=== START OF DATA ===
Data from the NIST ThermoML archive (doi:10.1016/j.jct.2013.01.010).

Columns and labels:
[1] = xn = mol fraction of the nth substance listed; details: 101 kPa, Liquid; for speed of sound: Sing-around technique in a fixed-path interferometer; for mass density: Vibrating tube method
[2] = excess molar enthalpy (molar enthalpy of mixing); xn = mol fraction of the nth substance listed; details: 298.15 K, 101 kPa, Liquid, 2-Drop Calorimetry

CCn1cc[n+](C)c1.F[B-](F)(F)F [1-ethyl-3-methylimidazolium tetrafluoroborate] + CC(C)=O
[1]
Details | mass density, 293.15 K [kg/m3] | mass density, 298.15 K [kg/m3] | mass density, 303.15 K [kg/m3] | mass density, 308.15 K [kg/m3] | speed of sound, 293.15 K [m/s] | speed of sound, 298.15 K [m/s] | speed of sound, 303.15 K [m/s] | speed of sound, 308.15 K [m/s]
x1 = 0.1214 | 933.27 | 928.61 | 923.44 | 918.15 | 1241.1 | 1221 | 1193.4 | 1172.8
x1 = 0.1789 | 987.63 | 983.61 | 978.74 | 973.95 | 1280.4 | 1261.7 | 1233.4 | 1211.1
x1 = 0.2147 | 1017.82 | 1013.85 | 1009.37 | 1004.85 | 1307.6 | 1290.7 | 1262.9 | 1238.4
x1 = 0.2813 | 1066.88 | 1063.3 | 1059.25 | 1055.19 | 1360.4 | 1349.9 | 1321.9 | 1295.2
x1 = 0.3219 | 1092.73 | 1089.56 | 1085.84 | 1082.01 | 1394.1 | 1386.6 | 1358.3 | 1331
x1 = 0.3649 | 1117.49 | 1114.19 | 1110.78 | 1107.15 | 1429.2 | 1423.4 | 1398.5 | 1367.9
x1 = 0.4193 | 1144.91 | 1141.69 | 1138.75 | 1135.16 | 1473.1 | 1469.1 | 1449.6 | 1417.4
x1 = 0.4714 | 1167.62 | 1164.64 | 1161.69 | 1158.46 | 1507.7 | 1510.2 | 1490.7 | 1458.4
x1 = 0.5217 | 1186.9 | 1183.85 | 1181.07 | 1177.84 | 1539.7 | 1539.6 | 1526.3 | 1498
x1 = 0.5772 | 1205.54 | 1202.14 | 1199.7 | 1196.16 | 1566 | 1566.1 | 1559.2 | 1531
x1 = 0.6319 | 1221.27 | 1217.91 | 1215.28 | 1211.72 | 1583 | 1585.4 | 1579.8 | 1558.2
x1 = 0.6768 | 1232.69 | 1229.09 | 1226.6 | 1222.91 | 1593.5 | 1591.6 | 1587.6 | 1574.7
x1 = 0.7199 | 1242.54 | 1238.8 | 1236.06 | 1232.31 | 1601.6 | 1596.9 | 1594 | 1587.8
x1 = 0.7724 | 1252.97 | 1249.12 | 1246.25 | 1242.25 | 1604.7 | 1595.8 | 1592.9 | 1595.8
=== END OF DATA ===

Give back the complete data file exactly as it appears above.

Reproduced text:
Data from the NIST ThermoML archive (doi:10.1016/j.jct.2013.01.010).

Columns and labels:
[1] = xn = mol fraction of the nth substance listed; details: 101 kPa, Liquid; for speed of sound: Sing-around technique in a fixed-path interferometer; for mass density: Vibrating tube method
[2] = excess molar enthalpy (molar enthalpy of mixing); xn = mol fraction of the nth substance listed; details: 298.15 K, 101 kPa, Liquid, 2-Drop Calorimetry

CCn1cc[n+](C)c1.F[B-](F)(F)F [1-ethyl-3-methylimidazolium tetrafluoroborate] + CC(C)=O
[1]
Details | mass density, 293.15 K [kg/m3] | mass density, 298.15 K [kg/m3] | mass density, 303.15 K [kg/m3] | mass density, 308.15 K [kg/m3] | speed of sound, 293.15 K [m/s] | speed of sound, 298.15 K [m/s] | speed of sound, 303.15 K [m/s] | speed of sound, 308.15 K [m/s]
x1 = 0.1214 | 933.27 | 928.61 | 923.44 | 918.15 | 1241.1 | 1221 | 1193.4 | 1172.8
x1 = 0.1789 | 987.63 | 983.61 | 978.74 | 973.95 | 1280.4 | 1261.7 | 1233.4 | 1211.1
x1 = 0.2147 | 1017.82 | 1013.85 | 1009.37 | 1004.85 | 1307.6 | 1290.7 | 1262.9 | 1238.4
x1 = 0.2813 | 1066.88 | 1063.3 | 1059.25 | 1055.19 | 1360.4 | 1349.9 | 1321.9 | 1295.2
x1 = 0.3219 | 1092.73 | 1089.56 | 1085.84 | 1082.01 | 1394.1 | 1386.6 | 1358.3 | 1331
x1 = 0.3649 | 1117.49 | 1114.19 | 1110.78 | 1107.15 | 1429.2 | 1423.4 | 1398.5 | 1367.9
x1 = 0.4193 | 1144.91 | 1141.69 | 1138.75 | 1135.16 | 1473.1 | 1469.1 | 1449.6 | 1417.4
x1 = 0.4714 | 1167.62 | 1164.64 | 1161.69 | 1158.46 | 1507.7 | 1510.2 | 1490.7 | 1458.4
x1 = 0.5217 | 1186.9 | 1183.85 | 1181.07 | 1177.84 | 1539.7 | 1539.6 | 1526.3 | 1498
x1 = 0.5772 | 1205.54 | 1202.14 | 1199.7 | 1196.16 | 1566 | 1566.1 | 1559.2 | 1531
x1 = 0.6319 | 1221.27 | 1217.91 | 1215.28 | 1211.72 | 1583 | 1585.4 | 1579.8 | 1558.2
x1 = 0.6768 | 1232.69 | 1229.09 | 1226.6 | 1222.91 | 1593.5 | 1591.6 | 1587.6 | 1574.7
x1 = 0.7199 | 1242.54 | 1238.8 | 1236.06 | 1232.31 | 1601.6 | 1596.9 | 1594 | 1587.8
x1 = 0.7724 | 1252.97 | 1249.12 | 1246.25 | 1242.25 | 1604.7 | 1595.8 | 1592.9 | 1595.8